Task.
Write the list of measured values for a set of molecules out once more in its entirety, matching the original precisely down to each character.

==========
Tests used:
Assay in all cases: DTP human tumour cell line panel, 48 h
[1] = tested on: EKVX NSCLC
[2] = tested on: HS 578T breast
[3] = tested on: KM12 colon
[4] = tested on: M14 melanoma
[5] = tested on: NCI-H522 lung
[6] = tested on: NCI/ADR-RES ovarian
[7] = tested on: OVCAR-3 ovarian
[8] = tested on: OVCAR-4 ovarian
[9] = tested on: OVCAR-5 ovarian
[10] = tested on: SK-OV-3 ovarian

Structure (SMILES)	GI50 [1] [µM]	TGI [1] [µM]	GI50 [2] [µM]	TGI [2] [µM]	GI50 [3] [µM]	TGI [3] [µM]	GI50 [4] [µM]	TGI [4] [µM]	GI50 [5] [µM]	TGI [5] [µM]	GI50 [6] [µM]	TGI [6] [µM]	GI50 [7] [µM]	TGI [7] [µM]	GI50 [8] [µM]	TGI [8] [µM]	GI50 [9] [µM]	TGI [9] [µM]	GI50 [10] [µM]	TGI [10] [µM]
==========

Tests used:
Assay in all cases: DTP human tumour cell line panel, 48 h
[1] = tested on: EKVX NSCLC
[2] = tested on: HS 578T breast
[3] = tested on: KM12 colon
[4] = tested on: M14 melanoma
[5] = tested on: NCI-H522 lung
[6] = tested on: NCI/ADR-RES ovarian
[7] = tested on: OVCAR-3 ovarian
[8] = tested on: OVCAR-4 ovarian
[9] = tested on: OVCAR-5 ovarian
[10] = tested on: SK-OV-3 ovarian

Structure (SMILES)	GI50 [1] [µM]	TGI [1] [µM]	GI50 [2] [µM]	TGI [2] [µM]	GI50 [3] [µM]	TGI [3] [µM]	GI50 [4] [µM]	TGI [4] [µM]	GI50 [5] [µM]	TGI [5] [µM]	GI50 [6] [µM]	TGI [6] [µM]	GI50 [7] [µM]	TGI [7] [µM]	GI50 [8] [µM]	TGI [8] [µM]	GI50 [9] [µM]	TGI [9] [µM]	GI50 [10] [µM]	TGI [10] [µM]